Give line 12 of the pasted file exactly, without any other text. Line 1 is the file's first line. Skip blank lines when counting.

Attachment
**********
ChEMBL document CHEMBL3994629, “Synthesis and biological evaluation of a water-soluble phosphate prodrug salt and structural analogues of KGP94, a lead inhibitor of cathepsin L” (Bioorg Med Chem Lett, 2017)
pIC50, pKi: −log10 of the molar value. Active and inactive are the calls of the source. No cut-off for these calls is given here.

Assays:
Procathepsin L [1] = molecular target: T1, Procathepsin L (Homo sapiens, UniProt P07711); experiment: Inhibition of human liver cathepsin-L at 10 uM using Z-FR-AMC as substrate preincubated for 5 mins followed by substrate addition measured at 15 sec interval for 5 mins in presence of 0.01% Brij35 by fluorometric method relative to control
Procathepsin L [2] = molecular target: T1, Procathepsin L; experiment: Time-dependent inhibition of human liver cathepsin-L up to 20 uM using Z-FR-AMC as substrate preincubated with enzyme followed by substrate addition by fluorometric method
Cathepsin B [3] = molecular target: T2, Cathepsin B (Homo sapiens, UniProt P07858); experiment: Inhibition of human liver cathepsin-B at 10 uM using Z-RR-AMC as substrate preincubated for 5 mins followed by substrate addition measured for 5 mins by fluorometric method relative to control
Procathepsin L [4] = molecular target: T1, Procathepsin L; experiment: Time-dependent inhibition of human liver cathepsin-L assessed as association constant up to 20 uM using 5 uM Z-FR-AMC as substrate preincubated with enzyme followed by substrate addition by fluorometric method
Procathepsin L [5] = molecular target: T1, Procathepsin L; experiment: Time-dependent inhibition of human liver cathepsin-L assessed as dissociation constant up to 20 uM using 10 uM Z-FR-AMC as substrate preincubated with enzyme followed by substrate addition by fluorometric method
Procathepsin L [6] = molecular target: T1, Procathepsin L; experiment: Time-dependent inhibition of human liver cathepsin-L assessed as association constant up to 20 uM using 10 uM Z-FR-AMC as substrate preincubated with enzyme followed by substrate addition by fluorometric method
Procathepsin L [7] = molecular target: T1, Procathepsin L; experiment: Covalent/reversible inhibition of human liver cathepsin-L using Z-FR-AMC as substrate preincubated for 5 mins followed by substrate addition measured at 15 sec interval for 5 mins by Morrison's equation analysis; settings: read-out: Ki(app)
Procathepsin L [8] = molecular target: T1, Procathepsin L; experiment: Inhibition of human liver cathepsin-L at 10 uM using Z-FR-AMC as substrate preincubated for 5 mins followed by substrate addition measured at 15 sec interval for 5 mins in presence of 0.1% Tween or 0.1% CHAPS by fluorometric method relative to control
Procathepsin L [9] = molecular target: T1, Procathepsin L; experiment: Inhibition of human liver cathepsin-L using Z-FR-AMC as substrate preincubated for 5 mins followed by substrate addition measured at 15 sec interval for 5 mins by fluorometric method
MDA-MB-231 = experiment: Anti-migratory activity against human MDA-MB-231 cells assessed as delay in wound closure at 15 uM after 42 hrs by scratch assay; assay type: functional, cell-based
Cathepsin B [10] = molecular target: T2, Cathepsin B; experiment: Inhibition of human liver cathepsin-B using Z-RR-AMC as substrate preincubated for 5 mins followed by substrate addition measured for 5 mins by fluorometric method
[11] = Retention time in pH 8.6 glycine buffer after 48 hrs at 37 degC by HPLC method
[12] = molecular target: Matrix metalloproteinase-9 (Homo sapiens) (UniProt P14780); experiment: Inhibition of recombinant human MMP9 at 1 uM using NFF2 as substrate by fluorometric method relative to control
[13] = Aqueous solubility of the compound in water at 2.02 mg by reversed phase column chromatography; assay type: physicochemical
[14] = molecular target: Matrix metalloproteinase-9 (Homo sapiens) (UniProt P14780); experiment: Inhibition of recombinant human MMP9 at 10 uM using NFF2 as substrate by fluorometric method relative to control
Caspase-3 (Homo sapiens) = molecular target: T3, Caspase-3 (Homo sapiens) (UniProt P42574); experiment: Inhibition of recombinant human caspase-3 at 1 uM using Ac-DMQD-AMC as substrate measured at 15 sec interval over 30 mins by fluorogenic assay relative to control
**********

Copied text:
Procathepsin L [9] = molecular target: T1, Procathepsin L; experiment: Inhibition of human liver cathepsin-L using Z-FR-AMC as substrate preincubated for 5 mins followed by substrate addition measured at 15 sec interval for 5 mins by fluorometric method